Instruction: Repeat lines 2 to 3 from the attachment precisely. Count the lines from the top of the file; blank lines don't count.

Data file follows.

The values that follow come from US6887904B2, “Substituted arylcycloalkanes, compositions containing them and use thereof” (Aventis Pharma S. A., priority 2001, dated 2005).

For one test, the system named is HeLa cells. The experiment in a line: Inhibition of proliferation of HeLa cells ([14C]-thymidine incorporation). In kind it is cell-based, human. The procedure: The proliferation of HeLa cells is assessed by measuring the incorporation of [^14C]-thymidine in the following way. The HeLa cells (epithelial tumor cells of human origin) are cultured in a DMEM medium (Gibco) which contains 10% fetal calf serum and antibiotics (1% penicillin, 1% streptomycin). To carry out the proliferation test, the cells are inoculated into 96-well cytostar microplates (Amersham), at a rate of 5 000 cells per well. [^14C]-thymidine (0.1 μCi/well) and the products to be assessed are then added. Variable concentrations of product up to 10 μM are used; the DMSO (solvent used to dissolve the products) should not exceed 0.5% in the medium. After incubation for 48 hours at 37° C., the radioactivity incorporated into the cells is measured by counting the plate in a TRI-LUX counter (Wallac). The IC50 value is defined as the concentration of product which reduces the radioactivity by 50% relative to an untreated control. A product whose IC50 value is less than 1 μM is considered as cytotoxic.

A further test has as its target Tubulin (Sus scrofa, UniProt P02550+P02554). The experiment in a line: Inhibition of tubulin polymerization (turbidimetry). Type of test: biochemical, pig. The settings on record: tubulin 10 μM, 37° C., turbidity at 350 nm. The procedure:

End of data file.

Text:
For one test, the system named is HeLa cells. The experiment in a line: Inhibition of proliferation of HeLa cells ([14C]-thymidine incorporation). In kind it is cell-based, human. The procedure: The proliferation of HeLa cells is assessed by measuring the incorporation of [^14C]-thymidine in the following way. The HeLa cells (epithelial tumor cells of human origin) are cultured in a DMEM medium (Gibco) which contains 10% fetal calf serum and antibiotics (1% penicillin, 1% streptomycin). To carry out the proliferation test, the cells are inoculated into 96-well cytostar microplates (Amersham), at a rate of 5 000 cells per well. [^14C]-thymidine (0.1 μCi/well) and the products to be assessed are then added. Variable concentrations of product up to 10 μM are used; the DMSO (solvent used to dissolve the products) should not exceed 0.5% in the medium. After incubation for 48 hours at 37° C., the radioactivity incorporated into the cells is measured by counting the plate in a TRI-LUX counter (Wallac). The IC50 value is defined as the concentration of product which reduces the radioactivity by 50% relative to an untreated control. A product whose IC50 value is less than 1 μM is considered as cytotoxic.

A further test has as its target Tubulin (Sus scrofa, UniProt P02550+P02554). The experiment in a line: Inhibition of tubulin polymerization (turbidimetry). Type of test: biochemical, pig. The settings on record: tubulin 10 μM, 37° C., turbidity at 350 nm. The procedure: